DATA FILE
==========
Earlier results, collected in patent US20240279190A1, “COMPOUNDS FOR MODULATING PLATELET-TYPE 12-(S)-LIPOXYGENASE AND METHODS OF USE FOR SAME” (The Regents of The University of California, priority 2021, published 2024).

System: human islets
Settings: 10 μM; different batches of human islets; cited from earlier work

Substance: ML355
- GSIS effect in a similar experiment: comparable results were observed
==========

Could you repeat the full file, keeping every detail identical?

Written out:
Earlier results, collected in patent US20240279190A1, “COMPOUNDS FOR MODULATING PLATELET-TYPE 12-(S)-LIPOXYGENASE AND METHODS OF USE FOR SAME” (The Regents of The University of California, priority 2021, published 2024).

System: human islets
Settings: 10 μM; different batches of human islets; cited from earlier work

Substance: ML355
- GSIS effect in a similar experiment: comparable results were observed